How Facebook Exploits Underage Girls In Its Quest For Ad Revenue

Submitted by Mike Krieger of Liberty Blitzkrieg

How Facebook Exploits Underage Girls in its Quest for Ad Revenue

Sophie Bean, 14, of Sequim, Wash., said she was thought she was “liking” a Facebook ad related to fashion modeling. Instead, it promoted a Facebook page that recruited adult webcam models.

“I just thought it was for modeling, and I’m interested in that, and I thought it would help me out,” Sophie said.

Sophie wasn’t the only teen connecting with the page, which Facebook statistics show is most popular with users 13 to 17. Clicking on it didn’t pull the teens into nude webcam modeling, but did mean they would receive the page’s updates and could be mentioned in future versions of the ad.

– From the Wall Street Journal’s recent article: Nude Webcams and Diet Drugs: the Facebook Ads Teens Aren’t Supposed to See

This post is my third in recent weeks exploring what exactly is going on with the Facebook business model. The company reported stellar results in its latest earnings report, which has led to many questions as to exactly how they are making all this advertising money. Well the pieces are finally starting to come together, and the answer is not pretty.

For some context, I suggest you first read the previous articles I posted:

How Much of Facebook’s Ad Revenue is From Click Fraud?

This Man’s $600,000 Facebook Disaster is a Warning For All Small Businesses

With all that in mind, let’s move on to the third piece of the puzzle. The routine exploitation of the weakness and most gullible members of society, teenage girls.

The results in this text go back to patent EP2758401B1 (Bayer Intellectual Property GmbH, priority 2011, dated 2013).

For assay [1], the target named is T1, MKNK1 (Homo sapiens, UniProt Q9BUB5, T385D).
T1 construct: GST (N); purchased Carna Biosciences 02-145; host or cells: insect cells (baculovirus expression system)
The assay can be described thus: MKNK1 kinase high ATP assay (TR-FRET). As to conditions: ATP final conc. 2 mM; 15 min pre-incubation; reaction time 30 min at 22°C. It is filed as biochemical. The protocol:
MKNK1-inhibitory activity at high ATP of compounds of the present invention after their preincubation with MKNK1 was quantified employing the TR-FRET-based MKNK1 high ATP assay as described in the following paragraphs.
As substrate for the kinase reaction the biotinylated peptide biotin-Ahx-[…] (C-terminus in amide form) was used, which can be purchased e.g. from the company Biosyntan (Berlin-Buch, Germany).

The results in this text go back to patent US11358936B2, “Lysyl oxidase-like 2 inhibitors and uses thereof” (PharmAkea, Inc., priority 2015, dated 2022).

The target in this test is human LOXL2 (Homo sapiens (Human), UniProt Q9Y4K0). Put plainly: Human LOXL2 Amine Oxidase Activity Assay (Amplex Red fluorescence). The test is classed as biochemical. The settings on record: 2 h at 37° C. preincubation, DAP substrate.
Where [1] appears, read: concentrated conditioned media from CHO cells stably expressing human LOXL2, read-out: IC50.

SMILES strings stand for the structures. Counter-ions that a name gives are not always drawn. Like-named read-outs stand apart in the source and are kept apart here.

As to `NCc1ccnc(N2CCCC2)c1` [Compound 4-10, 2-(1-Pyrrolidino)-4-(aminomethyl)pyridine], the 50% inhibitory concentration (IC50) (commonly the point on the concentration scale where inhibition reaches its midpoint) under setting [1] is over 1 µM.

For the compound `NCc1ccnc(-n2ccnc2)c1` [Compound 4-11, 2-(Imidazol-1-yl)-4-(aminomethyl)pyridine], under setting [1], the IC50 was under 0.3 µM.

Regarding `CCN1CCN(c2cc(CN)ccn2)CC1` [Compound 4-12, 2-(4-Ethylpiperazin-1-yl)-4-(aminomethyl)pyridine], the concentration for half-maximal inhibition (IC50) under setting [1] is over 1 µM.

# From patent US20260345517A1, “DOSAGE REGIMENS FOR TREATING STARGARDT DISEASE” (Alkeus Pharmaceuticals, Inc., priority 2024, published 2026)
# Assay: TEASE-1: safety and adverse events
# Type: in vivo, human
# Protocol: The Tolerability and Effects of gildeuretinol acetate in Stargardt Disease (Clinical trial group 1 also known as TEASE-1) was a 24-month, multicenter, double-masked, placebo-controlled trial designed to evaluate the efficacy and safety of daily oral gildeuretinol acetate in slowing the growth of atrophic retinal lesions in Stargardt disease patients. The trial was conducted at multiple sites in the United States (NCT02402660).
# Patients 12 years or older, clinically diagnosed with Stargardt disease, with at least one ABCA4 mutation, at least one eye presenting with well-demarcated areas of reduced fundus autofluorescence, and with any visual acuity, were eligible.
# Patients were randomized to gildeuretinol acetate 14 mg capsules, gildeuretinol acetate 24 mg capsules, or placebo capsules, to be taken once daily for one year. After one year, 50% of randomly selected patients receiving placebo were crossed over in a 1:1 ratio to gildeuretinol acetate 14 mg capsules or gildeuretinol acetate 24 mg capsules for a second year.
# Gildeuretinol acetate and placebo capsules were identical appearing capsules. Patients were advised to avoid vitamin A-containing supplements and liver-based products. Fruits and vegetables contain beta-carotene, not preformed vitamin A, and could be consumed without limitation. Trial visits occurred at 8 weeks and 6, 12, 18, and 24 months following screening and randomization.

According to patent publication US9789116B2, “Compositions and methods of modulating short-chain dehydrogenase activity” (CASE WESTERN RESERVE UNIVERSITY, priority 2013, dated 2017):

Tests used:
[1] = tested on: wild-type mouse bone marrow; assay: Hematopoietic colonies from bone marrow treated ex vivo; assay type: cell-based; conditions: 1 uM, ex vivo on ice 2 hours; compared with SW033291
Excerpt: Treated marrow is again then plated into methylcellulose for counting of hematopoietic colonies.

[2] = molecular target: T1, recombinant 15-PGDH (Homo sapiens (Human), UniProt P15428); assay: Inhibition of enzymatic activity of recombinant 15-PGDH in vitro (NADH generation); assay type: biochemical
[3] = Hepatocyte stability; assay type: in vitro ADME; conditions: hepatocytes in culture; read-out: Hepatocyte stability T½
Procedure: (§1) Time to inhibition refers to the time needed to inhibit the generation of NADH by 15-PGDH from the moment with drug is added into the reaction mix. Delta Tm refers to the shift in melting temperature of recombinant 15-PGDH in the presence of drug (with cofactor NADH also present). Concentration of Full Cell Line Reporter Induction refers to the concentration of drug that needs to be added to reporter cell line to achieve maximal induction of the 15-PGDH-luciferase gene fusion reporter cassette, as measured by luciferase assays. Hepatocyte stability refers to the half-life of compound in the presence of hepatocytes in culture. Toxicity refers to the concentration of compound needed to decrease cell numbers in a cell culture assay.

The crazy thing here is not that some random selection of underage girls are being led to click on ads that direct them to adult video cam sites and dangerous dietary supplements, but that they represent the primary demographic clicking on these ads.

This story from the Wall Street Journal is sure to make your blood boil no matter who you are, but particularly if you are a parent with young children.

From the WSJ:

“Who do you like?” asked recent ads on Facebook, featuring young women in alluring poses.

Some of the ads were configured to reach young teens, who were invited to join an app called Ilikeq that let others rate their attractiveness, comment on their photos and say if they would like to date them.

That’s how 14-year-old Erica Lowder’s picture ended up on display to adult men online. Users of Ilikeq, one of Facebook’s fastest-growing “lifestyle” apps, were able to click through to the Indianapolis girl’s Facebook page. 

The case offers a glimpse into how young Facebook users are sometimes exposed to ads inappropriate for them. A 14-year-old girl in Washington state said she “liked” an ad that led to the Facebook page of a nude webcam-modeling site.

Facebook said it approved the ads for young teens because it hadn’t categorized Ilikeq as a dating site. It said it has now done so and has disabled Ilikeq ads for those below its minimum age for dating-site ads, 18. 

Advertisers on Facebook can set their ads to reach all users or narrow the focus. Facebook’s website says it can help advertisers target consumers based on an array of user information it collects, such as age, gender, relationship status, politics and type of phone owned.

“We take the quality of ads on Facebook very seriously,” Facebook said in a statement. 

Really? You could’ve fooled me.

Facebook used to limit ads to users 18 and older by default. An advertiser who wanted to reach younger people had to change the setting.